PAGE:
Throwback Thursday is a column on Beauty Counter in which we pore over the pages of our favorite glossies from decades past in search of a little modern-day makeup and hair inspiration.
The Model: Christy Turlington Burns
The Moment: Wet Hair
The Motivation: We admit we’re huge Christy Turlington Burns fans, but right now it seems the whole fashion world is, too. From Harper’s Bazaar‘s U.S. June/July cover to a new Calvin Klein underwear ad (where she reprises her role from the late eighties), this original super is proving that the nineties really are back. Not only does the above Nick Knight-lensed shot provide one more example of how gorgeous this top model is, but it highlights another trend: wet hair. We spotted damp strands (considered one of hairstylist Guido Palau’s trademark looks) on the Fall runways at Prada, Marni, and Giambattista Valli. A dip in the pool (or in the case of today’s NYC weather, getting caught in the rain) never looked so chic.
Yesterday Luna Rossa, Prada’s sailing team, beat Swedish rival Artemis in the first race of the Louis Vuitton Cup semifinals, held on San Francisco Bay. While this competition ends August 30, these catamarans are gearing up for America’s Cup, a 162-year-old regatta that kicks off in September. In honor of its team (and much to the delight of Sperry-wearing men everywhere), the Italian powerhouse brand produced a collector’s version of their Luna Rossa cologne that launched earlier this year. Dressed in a crisp white cage and accented with a mirrored bottom, this mod and masculine flacon is likely to be stashed away in any well-dressed captain’s quarters. Designed by Yves Béhar, the olfactory vessel was inspired by the sleek, dynamic beauty of extreme sailboats. As for the scent inside, it’s the same as the original created by perfumer Daniela Andrier—a refreshing blend of bitter orange, aromatic lavender, and woody amber that smells both rugged and refined. The winner of America’s Cup won’t be named until September 21, but be sure to nab this fragrance for your guy before this limited-edition bottle sails into the sunset.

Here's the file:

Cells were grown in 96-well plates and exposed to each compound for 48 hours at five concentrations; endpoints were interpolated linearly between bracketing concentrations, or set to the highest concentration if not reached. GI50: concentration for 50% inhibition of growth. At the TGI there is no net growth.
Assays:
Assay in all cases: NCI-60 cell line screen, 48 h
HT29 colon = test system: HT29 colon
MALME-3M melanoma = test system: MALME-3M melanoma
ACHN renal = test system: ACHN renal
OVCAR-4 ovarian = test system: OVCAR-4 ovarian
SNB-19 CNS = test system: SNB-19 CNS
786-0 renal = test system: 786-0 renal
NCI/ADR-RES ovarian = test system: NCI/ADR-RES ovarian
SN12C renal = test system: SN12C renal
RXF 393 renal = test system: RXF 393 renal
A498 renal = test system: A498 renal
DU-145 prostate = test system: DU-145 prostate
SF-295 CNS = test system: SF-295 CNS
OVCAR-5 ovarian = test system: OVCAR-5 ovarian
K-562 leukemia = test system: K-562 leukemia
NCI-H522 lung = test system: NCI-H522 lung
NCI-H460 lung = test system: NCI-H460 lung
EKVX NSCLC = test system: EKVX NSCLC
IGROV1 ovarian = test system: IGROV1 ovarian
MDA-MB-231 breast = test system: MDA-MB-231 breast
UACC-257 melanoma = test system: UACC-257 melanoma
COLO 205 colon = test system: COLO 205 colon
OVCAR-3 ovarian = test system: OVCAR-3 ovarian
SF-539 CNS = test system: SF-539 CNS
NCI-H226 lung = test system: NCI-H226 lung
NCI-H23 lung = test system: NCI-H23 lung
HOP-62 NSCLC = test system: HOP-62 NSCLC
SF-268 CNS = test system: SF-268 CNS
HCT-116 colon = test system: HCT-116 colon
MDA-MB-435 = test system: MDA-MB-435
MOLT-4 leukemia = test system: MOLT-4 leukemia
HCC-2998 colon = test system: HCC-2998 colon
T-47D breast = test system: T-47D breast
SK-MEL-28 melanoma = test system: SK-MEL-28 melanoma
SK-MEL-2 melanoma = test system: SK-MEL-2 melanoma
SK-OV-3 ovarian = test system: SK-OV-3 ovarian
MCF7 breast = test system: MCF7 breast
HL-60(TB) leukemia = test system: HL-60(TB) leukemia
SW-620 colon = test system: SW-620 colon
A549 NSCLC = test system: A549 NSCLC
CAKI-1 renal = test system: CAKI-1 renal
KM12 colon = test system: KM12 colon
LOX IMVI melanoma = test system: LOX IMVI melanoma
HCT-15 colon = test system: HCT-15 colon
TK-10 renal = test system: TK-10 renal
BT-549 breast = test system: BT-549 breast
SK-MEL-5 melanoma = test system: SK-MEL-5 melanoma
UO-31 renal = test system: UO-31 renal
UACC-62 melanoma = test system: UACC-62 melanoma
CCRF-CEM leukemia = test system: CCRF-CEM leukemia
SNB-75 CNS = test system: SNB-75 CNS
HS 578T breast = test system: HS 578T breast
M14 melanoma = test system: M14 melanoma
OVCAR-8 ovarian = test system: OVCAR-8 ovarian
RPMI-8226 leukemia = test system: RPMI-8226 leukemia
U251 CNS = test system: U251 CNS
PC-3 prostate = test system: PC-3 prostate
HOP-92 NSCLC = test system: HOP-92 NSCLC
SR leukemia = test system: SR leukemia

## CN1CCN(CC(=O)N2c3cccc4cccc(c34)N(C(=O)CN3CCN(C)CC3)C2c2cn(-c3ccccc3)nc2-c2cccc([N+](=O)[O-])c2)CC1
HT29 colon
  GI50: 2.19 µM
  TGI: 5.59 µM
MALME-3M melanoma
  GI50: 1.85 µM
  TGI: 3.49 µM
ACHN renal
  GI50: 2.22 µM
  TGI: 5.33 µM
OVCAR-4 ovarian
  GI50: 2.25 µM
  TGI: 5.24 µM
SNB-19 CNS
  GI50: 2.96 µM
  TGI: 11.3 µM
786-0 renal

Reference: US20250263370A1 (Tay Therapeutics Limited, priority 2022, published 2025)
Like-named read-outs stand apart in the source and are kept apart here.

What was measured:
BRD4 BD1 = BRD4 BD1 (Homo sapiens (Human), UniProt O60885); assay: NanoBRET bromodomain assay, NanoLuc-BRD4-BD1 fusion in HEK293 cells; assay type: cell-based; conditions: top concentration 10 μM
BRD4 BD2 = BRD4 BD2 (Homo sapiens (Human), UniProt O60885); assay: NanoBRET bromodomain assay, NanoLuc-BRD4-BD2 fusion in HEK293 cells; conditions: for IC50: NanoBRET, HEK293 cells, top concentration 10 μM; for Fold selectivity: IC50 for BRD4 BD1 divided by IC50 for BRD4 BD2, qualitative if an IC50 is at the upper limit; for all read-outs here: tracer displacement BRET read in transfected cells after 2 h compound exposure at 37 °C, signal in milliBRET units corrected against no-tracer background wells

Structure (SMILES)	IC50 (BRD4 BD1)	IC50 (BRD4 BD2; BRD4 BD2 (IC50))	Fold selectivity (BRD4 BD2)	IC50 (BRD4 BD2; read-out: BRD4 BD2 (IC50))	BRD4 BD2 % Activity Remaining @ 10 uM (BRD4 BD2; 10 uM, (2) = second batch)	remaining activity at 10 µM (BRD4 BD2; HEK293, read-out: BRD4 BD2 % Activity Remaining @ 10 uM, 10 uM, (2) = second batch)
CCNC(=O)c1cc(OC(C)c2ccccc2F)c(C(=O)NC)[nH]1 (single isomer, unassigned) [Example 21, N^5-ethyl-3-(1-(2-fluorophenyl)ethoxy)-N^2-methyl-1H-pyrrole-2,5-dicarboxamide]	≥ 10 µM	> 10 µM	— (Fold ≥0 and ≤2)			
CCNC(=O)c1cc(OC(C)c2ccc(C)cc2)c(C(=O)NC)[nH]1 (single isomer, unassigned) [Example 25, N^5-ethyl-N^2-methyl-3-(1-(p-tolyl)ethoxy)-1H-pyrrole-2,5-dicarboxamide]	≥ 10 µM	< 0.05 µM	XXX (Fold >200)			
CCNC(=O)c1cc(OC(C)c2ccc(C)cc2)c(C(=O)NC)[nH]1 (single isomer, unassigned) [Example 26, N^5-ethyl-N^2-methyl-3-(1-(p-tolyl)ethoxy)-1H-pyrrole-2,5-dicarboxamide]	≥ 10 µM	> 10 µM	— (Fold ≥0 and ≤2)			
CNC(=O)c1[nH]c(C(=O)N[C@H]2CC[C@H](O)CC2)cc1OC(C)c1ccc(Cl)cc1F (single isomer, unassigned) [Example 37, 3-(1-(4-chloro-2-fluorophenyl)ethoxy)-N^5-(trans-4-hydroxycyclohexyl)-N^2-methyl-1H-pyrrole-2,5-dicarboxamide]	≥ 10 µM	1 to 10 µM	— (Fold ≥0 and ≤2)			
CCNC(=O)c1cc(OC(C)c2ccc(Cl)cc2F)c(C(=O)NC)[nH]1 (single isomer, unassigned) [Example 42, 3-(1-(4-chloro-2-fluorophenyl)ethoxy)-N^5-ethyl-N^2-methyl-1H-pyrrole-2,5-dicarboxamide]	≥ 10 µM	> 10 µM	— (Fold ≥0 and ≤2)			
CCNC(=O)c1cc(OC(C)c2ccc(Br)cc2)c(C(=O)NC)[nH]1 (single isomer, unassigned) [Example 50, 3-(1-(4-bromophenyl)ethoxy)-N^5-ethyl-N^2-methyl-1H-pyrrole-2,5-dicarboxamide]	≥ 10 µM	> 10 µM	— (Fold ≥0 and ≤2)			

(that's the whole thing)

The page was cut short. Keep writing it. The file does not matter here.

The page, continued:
Available exclusively at Macy’s and Macys.com
Amanda Murphy’s career is going at full throttle thanks to influential supporters Miuccia Prada and Steven Meisel. News broke yesterday that the 26-year-old model—who had a stellar Fall ’13 season—landed her second consecutive Vogue Italia cover lensed by Meisel (he also shot her for Prada’s Fall ’13 campaign, which was no surprise after she bookended the label’s show back in February). Last month, the fresh-faced Chicago native shared the spotlight with veterans including Gisele Bündchen, Natalia Vodianova, Linda Evangelista, Stella Tennant, and Raquel Zimmermann, but this time around, Murphy fronted the glossy solo. For the new issue, the up-and-coming model pulled off slicked-back strands tucked behind her ears, styled by Guido Palau, as well as edgy makeup by Pat McGrath that resembled geometric patches of grease smeared over her eyes like war paint. Murphy has also appeared in recent editorials for Paris Vogue, Interview, and W. All of which is to say that things aren’t about to slow down for her anytime soon.
Photos: Steven Meisel for Vogue Italia